When I heard that the Miss America Pageant was ditching its swimsuit competition, I thought … it’s about time.
Gretchen Carlson, the former Fox news anchor who’s now the Miss America chairwoman (and who also filed a harassment lawsuit against her former disgraced boss, the late Roger Ailes), promises that from now on contestants will be judged more on their talents and intelligence than on their looks. But I’ll lay you odds that the next Miss America will still be slim, gorgeous, and gowned in something clingy as she promenades in front of the judges.
Sure, the contenders will also have to do something they’ve practiced, like tap dancing, or expressing hopes for world peace. But I suspect that for many little girls, the pageant will still reinforce the fairy tale belief that princesses live happily ever after mostly because they are pretty, not because they're smart.
That mythology is changing, though, even in animated movies. The sisters in Disney’s Frozen are each powerful in their own ways - unlike, for example, The Little Mermaid, who gives up fins for a pair of legs, just so she can marry a bi-pedal human.
And let me just say it’s hard to imagine the plot in reverse - a guy giving up his life on land to live with a fish.
Now, I know it’s easy to overthink gender stereotypes, even as our children manage to transcend them. My daughter once cut her Barbie doll’s hair short and took her rock-climbing on a backyard boulder. Now she climbs mountains herself. She also wears lovely dresses on special occasions. Nothing wrong with looking great, but she seems to have absorbed the lesson that doing great stuff is even better.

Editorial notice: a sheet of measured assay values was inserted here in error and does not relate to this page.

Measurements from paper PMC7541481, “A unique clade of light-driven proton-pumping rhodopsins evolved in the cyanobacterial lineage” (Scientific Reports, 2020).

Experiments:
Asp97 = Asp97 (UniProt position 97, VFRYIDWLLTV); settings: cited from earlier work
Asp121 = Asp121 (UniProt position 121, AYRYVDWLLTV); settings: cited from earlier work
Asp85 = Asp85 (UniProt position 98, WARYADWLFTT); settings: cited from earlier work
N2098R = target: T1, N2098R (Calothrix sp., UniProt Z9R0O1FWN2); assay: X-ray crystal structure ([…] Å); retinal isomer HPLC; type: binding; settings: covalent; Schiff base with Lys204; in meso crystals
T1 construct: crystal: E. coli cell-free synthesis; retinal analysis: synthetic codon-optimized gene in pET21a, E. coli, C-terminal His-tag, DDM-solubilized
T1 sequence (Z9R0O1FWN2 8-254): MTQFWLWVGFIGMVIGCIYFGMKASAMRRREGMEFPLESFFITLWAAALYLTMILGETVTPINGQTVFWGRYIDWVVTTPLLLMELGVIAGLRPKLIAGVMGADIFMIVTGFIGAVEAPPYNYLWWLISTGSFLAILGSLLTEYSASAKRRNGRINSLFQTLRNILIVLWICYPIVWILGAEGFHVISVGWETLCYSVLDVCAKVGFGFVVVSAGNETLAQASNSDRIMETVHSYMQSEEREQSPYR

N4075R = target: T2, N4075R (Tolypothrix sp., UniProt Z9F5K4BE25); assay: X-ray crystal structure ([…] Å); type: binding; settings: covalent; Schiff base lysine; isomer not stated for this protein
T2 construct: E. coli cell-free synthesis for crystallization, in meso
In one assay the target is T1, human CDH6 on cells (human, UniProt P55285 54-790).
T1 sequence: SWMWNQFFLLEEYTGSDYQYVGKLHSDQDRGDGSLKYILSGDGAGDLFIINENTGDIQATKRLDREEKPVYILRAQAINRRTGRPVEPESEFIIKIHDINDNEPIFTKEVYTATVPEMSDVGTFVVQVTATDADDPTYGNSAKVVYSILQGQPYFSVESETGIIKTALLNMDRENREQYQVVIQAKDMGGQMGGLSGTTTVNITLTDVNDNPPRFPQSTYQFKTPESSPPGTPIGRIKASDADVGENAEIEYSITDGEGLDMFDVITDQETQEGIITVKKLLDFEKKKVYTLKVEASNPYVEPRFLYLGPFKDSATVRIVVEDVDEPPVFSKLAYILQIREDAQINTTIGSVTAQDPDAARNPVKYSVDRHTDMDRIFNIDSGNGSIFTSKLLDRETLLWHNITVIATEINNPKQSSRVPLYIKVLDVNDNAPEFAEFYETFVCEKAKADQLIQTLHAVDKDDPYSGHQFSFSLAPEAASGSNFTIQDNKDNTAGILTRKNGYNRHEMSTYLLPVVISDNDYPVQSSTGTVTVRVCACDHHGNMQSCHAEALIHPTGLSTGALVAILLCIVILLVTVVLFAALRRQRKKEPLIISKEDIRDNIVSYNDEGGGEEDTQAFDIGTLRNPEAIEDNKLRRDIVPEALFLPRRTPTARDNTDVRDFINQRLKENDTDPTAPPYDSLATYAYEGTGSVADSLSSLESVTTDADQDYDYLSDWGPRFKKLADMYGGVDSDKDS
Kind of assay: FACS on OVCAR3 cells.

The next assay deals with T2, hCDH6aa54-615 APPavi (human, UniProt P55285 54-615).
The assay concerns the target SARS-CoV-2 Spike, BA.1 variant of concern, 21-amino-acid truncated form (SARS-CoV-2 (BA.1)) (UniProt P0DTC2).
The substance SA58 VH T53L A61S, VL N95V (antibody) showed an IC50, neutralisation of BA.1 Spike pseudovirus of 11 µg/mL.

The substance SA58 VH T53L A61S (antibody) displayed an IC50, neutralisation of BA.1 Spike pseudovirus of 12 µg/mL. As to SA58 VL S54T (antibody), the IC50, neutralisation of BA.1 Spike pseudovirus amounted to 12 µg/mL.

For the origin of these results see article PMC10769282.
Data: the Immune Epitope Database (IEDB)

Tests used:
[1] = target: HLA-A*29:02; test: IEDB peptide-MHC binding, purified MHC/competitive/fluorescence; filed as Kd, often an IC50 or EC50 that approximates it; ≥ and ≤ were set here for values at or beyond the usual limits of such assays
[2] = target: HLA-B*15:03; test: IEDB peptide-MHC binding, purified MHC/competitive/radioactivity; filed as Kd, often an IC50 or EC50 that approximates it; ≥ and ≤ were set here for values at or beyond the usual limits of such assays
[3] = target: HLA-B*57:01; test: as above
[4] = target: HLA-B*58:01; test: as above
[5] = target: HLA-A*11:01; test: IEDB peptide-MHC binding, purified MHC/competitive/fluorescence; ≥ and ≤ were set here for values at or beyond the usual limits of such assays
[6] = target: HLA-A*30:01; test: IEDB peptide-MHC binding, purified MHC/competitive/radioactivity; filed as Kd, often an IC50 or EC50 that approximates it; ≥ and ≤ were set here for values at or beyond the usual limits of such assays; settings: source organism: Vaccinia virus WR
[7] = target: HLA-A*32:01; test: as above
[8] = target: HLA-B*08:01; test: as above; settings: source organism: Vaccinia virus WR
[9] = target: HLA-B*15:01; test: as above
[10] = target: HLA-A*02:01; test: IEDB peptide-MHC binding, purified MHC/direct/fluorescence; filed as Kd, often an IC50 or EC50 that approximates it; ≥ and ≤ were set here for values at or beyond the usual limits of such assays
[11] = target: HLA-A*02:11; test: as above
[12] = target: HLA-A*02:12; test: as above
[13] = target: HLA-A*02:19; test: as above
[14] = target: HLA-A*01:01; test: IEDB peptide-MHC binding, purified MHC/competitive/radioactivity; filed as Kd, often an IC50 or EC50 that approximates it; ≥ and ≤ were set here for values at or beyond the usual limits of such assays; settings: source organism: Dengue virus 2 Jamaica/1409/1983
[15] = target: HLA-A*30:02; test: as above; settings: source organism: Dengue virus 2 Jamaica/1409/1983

So I was thrilled when my five-year-old granddaughter decided to dig for worms so she could go fishing in the pond behind her house. Her self-selected outfit for the day was a pink sundress, sparkly gold shoes, and a pocketbook with sequins.
After an hour at the edge of the garden thrusting her little polished fingernails into the damp earth, she happily stashed the wriggly bait into said purse – and didn’t mind a bit when she got a little mud on the Cinderella-like slippers and the frilly dress.
And as I gazed into her gorgeous big brown eyes I said, “Wow, those are beautiful … worms.”